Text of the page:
The eastern box turtle (Terrapene carolina carolina) is a subspecies of box turtle and is typically found in the eastern United States. It is the state turtle of North Carolina and Tennessee. They are one of the slowest of turtles and it takes them years to attain maturity age. IUCN has listed it as Vulnerable species. Learn more about this slow moving turtle, read on these Eastern Box Turtle Facts we have collected just for you.
Eastern Box Turtle Facts
- The eastern box turtle has a large carapace that appears like a dome. The large area of carapace provides an absolute cover to a turtle.
- Adult box turtles average 4.5 to 6 inches in length.
- The carapace is black or brownish along with several prominent patterns of yellowish orange spots.
- Box turtle’s carapace reminds us of a leaf that falls from a tulip poplar during winter.
- Males are recognized by their blue patches on the throat as well as on front legs.
- If the turtle’s shell is damaged it may generate again.
- Unlike other animals the eastern box turtle lives up to 100 years in the wild while in captivity the average lifespan is much shorter.
Range & Habitat of Eastern Box Turtle
- As the name suggests, the eastern box turtle is native to the eastern United States. Their range extends to the eastern Michigan, southern Maine, southern Florida, Texas, Oklahoma, and eastern Kansas.
- They are thought to make habitats at an elevation of up to 6,000 feet. Eastern box turtle’s habitats include mixed deciduous forests especially those that have moist floor.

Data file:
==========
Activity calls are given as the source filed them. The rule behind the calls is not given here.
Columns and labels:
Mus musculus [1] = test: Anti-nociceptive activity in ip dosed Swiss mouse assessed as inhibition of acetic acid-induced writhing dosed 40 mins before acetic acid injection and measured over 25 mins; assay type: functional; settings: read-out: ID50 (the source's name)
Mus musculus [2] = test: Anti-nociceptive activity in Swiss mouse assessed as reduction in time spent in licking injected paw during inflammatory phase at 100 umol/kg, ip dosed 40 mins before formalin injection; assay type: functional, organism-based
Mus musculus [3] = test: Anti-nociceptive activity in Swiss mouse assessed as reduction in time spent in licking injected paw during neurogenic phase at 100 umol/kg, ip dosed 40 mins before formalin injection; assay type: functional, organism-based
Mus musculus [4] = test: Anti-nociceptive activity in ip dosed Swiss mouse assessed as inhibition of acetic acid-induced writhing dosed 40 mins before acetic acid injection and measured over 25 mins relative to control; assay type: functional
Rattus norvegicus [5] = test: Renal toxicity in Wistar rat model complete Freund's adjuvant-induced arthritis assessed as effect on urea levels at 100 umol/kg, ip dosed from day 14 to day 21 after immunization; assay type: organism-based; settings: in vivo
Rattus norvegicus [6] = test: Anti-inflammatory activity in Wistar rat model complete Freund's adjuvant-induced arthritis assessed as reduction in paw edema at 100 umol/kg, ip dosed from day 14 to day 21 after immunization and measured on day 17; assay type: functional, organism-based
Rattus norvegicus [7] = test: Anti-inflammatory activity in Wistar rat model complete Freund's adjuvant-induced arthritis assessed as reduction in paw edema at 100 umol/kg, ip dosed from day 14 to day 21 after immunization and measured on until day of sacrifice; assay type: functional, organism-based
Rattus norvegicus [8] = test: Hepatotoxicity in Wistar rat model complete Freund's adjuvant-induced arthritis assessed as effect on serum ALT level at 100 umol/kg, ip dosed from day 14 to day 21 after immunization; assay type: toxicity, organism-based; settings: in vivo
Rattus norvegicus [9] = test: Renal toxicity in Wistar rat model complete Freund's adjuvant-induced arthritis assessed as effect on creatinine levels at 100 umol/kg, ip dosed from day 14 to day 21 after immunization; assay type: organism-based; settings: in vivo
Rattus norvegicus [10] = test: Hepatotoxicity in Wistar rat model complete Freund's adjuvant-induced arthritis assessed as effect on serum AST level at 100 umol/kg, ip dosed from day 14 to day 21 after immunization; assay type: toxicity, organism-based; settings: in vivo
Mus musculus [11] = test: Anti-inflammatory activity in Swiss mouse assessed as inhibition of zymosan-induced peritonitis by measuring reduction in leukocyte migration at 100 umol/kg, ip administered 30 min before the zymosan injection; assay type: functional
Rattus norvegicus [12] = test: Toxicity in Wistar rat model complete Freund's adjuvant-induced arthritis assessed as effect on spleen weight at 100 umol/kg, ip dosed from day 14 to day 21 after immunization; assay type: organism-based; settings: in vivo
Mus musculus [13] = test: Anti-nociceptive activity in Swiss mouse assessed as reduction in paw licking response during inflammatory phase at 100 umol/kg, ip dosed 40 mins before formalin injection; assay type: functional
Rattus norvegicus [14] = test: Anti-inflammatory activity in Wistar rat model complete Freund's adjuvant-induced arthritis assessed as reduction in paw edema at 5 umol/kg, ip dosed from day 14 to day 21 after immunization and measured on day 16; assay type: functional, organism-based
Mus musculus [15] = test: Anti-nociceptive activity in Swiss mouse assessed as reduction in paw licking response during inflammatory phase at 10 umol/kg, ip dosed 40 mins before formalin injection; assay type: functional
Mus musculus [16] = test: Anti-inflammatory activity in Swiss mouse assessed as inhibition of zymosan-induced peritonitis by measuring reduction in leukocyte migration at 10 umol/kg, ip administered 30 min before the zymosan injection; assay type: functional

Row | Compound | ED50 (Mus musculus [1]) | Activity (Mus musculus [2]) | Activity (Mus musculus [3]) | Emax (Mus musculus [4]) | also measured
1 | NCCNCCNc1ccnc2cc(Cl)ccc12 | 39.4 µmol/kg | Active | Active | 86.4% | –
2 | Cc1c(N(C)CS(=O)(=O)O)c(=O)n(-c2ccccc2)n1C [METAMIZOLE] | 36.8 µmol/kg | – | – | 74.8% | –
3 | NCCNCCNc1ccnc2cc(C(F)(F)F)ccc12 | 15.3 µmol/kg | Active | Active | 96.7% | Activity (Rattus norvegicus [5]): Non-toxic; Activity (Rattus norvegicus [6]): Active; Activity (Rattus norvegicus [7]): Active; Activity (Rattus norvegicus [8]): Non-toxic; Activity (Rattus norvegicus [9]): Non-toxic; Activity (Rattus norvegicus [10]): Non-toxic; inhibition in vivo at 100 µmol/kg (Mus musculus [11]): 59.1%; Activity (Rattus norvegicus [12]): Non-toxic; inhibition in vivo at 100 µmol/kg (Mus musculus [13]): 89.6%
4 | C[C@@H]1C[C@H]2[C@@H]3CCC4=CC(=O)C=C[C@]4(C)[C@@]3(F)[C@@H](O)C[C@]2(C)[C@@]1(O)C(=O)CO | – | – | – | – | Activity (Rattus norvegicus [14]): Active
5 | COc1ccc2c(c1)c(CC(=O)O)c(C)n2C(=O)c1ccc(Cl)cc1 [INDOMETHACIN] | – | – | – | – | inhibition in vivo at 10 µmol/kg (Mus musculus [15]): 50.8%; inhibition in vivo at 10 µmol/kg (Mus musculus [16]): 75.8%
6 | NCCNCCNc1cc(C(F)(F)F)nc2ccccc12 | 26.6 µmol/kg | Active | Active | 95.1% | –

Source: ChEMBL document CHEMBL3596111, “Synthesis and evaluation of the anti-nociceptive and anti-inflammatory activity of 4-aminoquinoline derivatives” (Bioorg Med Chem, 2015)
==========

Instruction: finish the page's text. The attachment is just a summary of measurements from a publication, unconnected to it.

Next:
- They also survive in wooded habitats such as pine flatwoods, maritime oak forests, oak-pine forests, and hardwood swamps. Sometimes their habitats may also be found in caves, agricultural areas, and pastures.
- Box turtles rarely go up the hillsides while usually they prefer bottomland forests. They find cover under fallen logs.
- They bathe in ponds, streams, and puddles.
Feeding Ecology & Diet of Eastern Box Turtle
- Depending on the temperature and location the eastern box turtle typically feeds on animal and green matter.
- Small animals make up much of turtle’s diet such as snails, caterpillars, flies, grasshoppers, salamanders, worms, slugs, beetles, grubs, and carrion.
- They also feed on grasses, mushrooms, persimmons, grapes, flowers, mayapple, low bush mulberry, wild strawberry, black cherry, maple-leaf viburnum, bread, fallen fruits, and duck weed.
- Eastern box turtle also eat poisonous fungi. Young turtles are more carnivores as compared to adults.
- In captivity, they are fed with cockroaches, earthworms, crickets, small mice, beetles and other invertebrates. The captive turtle also likes to consume dandelion greens, mealworms, hamburger, mushrooms, romaine lettuce, collard greens, clover, and chicory.
- The reproductive rate of eastern box turtles is very low.
- They attain maturity at 10 – 20 years age.
- The breeding season ranges from May to late July.
- A female lays 2 – 7 eggs.